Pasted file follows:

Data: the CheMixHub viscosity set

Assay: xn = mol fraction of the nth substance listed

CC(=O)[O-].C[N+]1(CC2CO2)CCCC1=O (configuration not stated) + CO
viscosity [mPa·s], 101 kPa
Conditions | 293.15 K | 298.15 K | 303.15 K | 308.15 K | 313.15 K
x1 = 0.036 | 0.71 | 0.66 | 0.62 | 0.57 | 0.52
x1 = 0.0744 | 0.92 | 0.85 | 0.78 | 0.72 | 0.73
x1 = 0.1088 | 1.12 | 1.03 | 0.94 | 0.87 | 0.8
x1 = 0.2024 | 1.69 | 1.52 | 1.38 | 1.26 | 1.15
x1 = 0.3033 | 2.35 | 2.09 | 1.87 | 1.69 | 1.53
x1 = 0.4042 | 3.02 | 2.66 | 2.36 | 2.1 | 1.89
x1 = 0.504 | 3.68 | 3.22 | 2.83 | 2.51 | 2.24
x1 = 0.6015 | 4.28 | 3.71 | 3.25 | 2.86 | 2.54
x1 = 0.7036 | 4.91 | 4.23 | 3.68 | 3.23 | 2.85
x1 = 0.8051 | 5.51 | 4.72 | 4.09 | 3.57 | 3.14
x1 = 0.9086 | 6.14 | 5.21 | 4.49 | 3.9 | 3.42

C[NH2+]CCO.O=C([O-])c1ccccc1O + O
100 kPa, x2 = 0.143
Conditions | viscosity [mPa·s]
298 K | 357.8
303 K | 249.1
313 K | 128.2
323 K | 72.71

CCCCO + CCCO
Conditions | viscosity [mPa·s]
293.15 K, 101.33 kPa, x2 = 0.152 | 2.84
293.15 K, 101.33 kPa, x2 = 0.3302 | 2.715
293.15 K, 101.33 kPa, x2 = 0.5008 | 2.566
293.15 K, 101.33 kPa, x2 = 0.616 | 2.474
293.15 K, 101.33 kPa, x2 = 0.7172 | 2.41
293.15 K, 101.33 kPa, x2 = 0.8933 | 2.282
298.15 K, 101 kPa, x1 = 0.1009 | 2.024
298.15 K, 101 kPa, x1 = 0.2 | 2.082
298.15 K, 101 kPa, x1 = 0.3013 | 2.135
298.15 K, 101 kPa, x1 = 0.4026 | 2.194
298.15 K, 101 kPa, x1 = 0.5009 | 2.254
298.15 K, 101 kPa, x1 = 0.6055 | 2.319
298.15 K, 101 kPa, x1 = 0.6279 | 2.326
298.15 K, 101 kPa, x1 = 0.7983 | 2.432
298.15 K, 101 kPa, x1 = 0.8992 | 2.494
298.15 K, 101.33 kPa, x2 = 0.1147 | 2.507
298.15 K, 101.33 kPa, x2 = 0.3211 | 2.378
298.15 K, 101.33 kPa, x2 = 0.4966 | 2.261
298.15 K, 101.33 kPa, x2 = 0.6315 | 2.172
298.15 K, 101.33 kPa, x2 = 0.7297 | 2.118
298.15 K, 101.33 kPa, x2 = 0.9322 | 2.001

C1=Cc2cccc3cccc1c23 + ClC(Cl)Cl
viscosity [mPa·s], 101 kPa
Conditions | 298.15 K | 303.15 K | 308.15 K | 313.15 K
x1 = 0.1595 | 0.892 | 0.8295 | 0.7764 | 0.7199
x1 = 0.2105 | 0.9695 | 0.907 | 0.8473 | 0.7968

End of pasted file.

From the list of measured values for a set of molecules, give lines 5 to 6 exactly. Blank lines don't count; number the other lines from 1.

Conditions | 293.15 K | 298.15 K | 303.15 K | 308.15 K | 313.15 K
x1 = 0.036 | 0.71 | 0.66 | 0.62 | 0.57 | 0.52